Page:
In this example, you will learn the model using below hypothesis:

Price= 24.85 + 7.18* Room

It is interpreted as:

For a decided price of a house:

A 7.18-unit increase in the price is connected with a growth in the number of rooms.

As a side note, this is an association, not a cause!


You will need a metric to determine whether our hypothesis was right. The RMSE approach will be used.

Root Means Square Error (RMSE) is defined as the square root of the mean of square error. The difference between the true and anticipated numbers called the error. It's popular because it can be expressed in y-units, which is the median price of a home in our scenario.

def rmse(predict,actual):    return np.sqrt(np.mean(np.square(predict - actual))) # Split the Data into train and test set X_train,X_test,y_train,y_test=train_test_split(X,y,test_size=0.4) #Create and Train the model model=LinearRegression().fit(X_train,y_train) #Generate prediction predictions_test=model.predict(X_test) #Compute loss to evaluate the model coefficient= model.coef_ intercept=model.intercept_ print(coefficient,intercept) loss=rmse(predictions_test,y_test) print('loss: ',loss) print(model.score(X_test,y_test)) #accuracy [7.43327725] 24.912055881970886 loss: 3.9673165450580714 0.7552661033654667 Loss will be 3.96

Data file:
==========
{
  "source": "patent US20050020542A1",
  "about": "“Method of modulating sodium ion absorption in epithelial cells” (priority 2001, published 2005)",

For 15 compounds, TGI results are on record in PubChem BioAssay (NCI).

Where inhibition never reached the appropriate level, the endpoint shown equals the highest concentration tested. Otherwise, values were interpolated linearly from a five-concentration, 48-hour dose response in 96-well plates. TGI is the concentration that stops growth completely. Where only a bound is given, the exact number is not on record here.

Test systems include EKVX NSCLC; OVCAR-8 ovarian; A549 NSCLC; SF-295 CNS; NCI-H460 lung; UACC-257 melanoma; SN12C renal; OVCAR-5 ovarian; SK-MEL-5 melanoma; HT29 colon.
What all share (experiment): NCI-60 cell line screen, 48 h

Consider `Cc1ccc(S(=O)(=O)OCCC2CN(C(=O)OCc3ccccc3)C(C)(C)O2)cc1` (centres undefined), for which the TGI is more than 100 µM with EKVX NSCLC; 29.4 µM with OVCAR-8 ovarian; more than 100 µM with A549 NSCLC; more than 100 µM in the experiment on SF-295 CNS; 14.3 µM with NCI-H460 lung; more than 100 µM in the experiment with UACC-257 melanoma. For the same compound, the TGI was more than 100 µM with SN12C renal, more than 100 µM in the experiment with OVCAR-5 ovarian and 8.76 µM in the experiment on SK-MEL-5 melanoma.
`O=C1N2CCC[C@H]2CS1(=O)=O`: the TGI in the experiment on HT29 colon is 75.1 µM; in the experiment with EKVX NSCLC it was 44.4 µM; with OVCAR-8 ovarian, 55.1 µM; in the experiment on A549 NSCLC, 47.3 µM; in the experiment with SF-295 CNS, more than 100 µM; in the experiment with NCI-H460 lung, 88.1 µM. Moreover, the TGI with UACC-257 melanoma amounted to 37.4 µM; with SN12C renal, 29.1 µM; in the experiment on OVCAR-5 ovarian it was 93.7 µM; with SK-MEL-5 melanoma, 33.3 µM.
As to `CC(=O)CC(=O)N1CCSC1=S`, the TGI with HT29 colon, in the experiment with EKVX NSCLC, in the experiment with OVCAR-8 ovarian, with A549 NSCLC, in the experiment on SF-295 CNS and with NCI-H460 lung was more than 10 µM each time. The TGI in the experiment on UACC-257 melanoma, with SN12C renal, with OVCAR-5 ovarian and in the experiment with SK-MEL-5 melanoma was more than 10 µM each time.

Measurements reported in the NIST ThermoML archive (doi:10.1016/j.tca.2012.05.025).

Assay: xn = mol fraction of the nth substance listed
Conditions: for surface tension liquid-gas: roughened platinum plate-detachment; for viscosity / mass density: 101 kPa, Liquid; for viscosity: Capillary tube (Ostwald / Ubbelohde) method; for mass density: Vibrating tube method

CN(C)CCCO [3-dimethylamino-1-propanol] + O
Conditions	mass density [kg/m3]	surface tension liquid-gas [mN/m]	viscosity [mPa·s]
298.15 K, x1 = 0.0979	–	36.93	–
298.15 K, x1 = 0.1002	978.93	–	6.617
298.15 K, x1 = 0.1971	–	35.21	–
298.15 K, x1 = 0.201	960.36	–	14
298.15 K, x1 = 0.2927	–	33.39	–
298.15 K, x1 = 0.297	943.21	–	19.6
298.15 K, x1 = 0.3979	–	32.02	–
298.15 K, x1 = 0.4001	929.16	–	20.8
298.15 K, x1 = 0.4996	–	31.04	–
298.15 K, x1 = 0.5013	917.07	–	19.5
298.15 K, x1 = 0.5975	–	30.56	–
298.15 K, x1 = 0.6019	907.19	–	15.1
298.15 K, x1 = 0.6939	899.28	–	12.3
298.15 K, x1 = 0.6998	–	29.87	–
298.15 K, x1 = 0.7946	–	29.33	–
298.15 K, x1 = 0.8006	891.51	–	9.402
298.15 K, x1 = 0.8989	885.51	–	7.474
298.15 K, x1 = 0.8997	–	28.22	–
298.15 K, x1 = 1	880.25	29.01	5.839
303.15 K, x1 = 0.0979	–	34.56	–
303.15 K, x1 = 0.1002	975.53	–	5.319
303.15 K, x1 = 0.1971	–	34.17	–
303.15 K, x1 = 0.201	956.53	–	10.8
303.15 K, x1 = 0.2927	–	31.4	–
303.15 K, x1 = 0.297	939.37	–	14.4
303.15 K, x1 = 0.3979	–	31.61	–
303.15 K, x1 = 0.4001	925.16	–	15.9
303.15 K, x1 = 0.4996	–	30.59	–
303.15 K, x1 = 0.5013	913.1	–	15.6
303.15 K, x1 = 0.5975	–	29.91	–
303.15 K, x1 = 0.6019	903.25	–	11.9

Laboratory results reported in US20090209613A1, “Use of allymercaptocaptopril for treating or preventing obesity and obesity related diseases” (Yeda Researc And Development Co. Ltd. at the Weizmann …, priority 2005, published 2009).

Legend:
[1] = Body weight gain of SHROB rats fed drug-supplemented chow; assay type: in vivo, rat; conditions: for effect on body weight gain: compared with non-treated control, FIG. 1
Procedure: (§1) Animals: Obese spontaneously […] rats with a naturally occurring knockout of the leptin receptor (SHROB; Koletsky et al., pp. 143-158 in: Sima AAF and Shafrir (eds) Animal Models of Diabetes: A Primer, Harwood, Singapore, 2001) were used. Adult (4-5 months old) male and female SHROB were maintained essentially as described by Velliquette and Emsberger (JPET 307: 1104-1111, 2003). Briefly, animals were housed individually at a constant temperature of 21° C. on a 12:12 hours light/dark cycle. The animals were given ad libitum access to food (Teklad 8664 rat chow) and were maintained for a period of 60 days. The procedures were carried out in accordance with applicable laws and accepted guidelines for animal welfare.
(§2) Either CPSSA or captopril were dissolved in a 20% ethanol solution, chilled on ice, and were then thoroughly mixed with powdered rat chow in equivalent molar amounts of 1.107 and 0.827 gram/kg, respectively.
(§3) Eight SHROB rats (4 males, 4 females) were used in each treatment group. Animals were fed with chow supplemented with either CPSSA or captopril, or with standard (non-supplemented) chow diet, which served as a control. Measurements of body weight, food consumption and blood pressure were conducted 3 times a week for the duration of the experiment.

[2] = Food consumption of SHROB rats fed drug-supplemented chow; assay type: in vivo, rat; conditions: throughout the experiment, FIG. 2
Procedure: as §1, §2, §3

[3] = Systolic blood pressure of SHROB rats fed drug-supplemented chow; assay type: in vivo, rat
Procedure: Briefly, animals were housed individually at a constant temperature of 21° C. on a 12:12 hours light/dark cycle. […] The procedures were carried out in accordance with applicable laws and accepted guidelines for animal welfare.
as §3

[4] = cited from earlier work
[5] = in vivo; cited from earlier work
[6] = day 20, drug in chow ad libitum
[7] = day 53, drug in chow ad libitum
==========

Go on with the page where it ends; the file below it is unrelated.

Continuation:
This means that y-units refer to the median value of occupied homes with 1000 dollars.

This will be less by 3960 dollars.

While learning the model you will have a high variance when you divide the data. Coefficient and intercept will vary. It's because when we utilized the train/test approach, we choose a set of data at random to place in either the train or test set. As a result, our theory will change each time the dataset is divided.